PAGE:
In addition to the wood, the book also covers metals! She talks about the uses of each metal and metal alloys (which I also found useful for applying magickal properties to jewellery, btw) and even how to use them as a wand. The back of the book had super easy to read appendixes so you can look up woods by use or associate deities which was super helpful.
The very last chapter was probably my favourite one in the whole book – she distinguished between the use of actual wands and the wands in HARRY POTTER. She also goes through the wand woods used by main characters and talks about their legitimate magickal properties and how that fits in with the personality of each character. Yet another example of J.K. Rowling weaving REAL magick into her books right along with the Patronus and Horcruxes! Not only did I love this because I am a fan, but I also think it’s great to see authors work with pop culture and the popular lexicon of magick to make their books relatable to everyone.
Unfortunately, even though I was thoroughly enjoying this book I did find a few issues.
The first was that the book doesn’t talk about crystal wands – at all. As a metaphysical store employee I’ve found crystal wands to be the most popular type of wand, with wood wands being kind of hard to sell. Of course that’s just here and my personal experience, but I still found it odd that they weren’t even really mentioned.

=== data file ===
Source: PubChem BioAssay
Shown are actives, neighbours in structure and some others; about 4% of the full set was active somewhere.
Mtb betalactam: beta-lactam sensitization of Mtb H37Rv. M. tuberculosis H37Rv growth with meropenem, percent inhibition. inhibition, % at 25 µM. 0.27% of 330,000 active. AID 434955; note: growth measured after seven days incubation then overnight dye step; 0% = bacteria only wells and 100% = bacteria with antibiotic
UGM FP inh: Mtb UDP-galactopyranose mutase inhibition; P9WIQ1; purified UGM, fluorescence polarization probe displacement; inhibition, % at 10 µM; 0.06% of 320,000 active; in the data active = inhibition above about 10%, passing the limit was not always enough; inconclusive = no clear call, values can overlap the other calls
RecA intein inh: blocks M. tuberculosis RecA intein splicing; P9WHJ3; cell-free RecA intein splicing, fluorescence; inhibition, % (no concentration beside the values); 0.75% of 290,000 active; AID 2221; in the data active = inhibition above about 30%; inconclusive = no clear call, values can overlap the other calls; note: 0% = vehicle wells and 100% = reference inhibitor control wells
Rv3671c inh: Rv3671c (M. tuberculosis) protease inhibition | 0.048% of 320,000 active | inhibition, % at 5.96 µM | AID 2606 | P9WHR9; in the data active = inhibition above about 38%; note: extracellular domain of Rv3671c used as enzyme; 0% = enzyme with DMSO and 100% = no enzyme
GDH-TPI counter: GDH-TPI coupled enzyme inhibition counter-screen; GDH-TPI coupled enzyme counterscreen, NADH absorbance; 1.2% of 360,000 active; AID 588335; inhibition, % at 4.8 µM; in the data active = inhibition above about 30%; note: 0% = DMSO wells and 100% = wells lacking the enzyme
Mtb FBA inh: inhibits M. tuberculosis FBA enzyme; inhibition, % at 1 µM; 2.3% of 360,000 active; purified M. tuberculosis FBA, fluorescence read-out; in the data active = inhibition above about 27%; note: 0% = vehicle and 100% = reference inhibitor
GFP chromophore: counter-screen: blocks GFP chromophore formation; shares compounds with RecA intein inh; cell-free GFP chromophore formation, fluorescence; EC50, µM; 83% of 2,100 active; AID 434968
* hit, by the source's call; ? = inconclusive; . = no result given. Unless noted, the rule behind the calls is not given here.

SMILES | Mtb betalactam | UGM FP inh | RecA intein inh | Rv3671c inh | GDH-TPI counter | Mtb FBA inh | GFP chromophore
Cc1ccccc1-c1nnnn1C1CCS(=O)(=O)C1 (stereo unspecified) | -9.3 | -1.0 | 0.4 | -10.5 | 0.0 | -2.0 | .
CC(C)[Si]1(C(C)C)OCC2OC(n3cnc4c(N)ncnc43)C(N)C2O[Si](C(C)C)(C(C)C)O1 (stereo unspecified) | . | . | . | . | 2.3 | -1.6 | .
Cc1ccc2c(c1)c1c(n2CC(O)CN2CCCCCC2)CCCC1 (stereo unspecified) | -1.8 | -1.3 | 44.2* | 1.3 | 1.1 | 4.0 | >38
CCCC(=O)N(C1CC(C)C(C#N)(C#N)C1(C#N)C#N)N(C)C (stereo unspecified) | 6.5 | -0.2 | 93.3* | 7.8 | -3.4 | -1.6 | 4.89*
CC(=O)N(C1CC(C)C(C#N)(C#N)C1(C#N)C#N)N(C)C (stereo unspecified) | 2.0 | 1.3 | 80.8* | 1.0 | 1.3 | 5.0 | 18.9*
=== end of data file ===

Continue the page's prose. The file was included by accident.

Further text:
I also got to the end of the book still not really knowing what to actually DO with the wand. Like, in my hand. Do I just point it? Do I do any specific moves? I imagined something kind of like Mudras in yoga – specific hand positions and gestures to create magick or raise energy – or dare I say it, spells like in Harry Potter. In most entries the use of the wand is boiled down to opening and closing the circle and then…. sometimes just placing it on the altar? Not a lot to go on.
Finally, I found something in the book that made it really difficult for me to even review it. I posted about this recently in #WITCHNBITCH Topic: “Plantation Magic” and even asked for people’s opinions and perspectives about it.